Wednesday, November 16, 2011

The Reading Brain

Spent this past week powering through two enlightening reads on the science of the reading brain. Although anyone who reads blogs probably tends to take reading for granted (it has become for you a somewhat automatic activity that does not require concentrated attention), reading is actually an incredibly complex activity, and the layering of reading technology into the human brain, though common in our culture, is not biological, and so complicated by the formative practices various cultures employ.

Maryanne Wolf in Proust and the Squid does a splendid job introducing readers to the various facets of the science of reading and the brain. She opens with the historical, the development of forms of writing, and shows how brains develop differently depending on whether letters are pictographic or an abecedary. In the middle section of the book, she examines how children learn to read, from a developmental and neuroscience perspective. This section is peppered with practical advice helpful for teachers or parents who are raising early readers.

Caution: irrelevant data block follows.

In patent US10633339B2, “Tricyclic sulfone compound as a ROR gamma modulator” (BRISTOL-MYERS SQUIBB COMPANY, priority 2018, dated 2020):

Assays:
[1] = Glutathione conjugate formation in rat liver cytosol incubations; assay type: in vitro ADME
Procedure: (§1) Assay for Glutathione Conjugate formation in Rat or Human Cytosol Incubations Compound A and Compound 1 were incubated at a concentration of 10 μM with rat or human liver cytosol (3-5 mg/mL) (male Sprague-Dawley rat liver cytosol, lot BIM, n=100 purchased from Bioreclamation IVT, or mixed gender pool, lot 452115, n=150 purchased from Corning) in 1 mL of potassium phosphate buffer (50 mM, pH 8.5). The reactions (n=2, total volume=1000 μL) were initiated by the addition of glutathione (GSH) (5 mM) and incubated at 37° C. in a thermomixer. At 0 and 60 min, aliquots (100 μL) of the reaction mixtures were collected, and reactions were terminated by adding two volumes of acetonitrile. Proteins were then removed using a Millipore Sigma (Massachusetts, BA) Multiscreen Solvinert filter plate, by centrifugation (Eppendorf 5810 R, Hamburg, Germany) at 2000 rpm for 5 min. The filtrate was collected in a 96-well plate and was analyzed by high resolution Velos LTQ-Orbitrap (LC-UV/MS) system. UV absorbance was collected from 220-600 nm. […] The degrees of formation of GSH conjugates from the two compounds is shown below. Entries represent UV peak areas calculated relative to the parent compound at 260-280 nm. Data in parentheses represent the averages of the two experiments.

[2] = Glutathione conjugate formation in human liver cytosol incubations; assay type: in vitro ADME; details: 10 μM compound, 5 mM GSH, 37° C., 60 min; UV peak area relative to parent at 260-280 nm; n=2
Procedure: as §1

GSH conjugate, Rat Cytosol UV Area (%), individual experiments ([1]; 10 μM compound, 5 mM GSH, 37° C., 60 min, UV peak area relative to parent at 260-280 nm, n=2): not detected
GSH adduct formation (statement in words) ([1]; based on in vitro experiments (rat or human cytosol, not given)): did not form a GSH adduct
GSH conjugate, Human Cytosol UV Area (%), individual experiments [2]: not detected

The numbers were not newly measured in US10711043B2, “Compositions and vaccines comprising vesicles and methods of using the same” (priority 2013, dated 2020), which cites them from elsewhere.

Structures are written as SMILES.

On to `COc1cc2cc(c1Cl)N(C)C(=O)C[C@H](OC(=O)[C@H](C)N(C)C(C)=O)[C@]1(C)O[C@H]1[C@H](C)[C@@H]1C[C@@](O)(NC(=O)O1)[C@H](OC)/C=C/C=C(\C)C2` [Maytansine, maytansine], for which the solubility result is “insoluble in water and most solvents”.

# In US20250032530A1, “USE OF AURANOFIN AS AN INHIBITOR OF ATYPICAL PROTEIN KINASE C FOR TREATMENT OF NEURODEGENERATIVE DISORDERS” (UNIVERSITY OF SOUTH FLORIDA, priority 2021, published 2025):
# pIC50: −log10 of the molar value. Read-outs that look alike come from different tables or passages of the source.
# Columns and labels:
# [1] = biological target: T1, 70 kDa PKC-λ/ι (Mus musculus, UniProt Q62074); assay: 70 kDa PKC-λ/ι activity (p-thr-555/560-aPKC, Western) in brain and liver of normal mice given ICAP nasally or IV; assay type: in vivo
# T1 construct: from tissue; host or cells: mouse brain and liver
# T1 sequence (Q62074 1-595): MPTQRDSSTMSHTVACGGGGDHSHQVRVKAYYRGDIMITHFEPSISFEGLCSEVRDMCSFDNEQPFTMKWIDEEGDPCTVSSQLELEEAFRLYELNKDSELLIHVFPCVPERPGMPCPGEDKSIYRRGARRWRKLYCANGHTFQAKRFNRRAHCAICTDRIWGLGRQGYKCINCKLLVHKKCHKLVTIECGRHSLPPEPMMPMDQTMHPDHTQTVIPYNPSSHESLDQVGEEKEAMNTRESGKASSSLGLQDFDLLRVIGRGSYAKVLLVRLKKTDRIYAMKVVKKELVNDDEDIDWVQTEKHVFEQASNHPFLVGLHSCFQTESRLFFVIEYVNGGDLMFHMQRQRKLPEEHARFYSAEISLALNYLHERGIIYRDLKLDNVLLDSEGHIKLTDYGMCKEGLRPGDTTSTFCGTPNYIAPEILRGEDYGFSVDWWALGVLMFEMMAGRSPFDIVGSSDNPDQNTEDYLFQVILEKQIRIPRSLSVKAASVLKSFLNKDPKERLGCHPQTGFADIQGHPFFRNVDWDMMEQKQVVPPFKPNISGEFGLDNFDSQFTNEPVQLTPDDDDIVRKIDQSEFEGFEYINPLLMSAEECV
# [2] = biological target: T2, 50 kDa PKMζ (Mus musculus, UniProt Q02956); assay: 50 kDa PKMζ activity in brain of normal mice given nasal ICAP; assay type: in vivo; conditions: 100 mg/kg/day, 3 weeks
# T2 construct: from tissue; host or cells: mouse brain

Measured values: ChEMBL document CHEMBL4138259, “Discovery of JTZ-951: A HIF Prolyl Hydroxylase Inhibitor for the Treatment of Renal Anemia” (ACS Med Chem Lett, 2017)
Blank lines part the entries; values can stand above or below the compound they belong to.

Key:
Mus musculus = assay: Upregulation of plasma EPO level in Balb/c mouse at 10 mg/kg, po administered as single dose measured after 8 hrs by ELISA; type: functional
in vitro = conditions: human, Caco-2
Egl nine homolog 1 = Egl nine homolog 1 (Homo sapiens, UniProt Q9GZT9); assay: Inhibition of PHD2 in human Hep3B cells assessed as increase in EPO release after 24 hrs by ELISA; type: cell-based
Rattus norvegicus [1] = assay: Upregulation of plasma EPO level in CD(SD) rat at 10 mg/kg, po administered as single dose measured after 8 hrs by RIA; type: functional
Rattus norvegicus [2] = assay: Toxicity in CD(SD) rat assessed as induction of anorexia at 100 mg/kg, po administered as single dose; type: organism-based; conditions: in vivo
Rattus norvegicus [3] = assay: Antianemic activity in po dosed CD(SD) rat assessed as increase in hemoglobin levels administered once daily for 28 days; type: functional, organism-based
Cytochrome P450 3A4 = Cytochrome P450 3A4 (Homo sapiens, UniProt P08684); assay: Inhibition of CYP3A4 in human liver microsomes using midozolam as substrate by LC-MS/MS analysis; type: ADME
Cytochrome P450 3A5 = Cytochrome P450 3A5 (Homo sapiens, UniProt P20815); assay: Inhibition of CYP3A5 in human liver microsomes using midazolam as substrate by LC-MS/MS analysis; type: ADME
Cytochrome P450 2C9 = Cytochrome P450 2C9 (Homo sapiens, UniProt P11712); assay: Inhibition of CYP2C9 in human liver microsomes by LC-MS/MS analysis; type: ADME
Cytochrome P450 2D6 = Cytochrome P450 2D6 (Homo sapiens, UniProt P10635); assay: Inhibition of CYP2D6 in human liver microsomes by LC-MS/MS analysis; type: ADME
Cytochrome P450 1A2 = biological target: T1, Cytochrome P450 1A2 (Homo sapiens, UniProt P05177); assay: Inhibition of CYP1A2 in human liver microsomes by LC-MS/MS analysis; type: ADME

The final section is interested in the hegemony of reading, and concerns Wolf has that in expecting the same level of reading finesse in everyone regardless of how individual brains are organized, we overlook or exclude those whose brains are not wired for the developmental task of learning to read. This section is an amazing primer in dyslexia, what it is, what causes it, and the unique skills that many people who struggle with dyslexia.

The other volume is Stanislas Dehaene's Reading in the Brain. This book focuses more on the science of reading itself. How does a brain that evolved prior to reading develop the ability to read and write? How did this cultural form arise in the first place, and what mechanisms are at work in the brain to make reading happen.

Dehaene's book is focused even more on the hard science of neurology itself, with fascinating MRI maps of the brain and sections of the brain at work in the reading process.

As a father currently watching his children learn to read, I found these two books enlightening and heartening.

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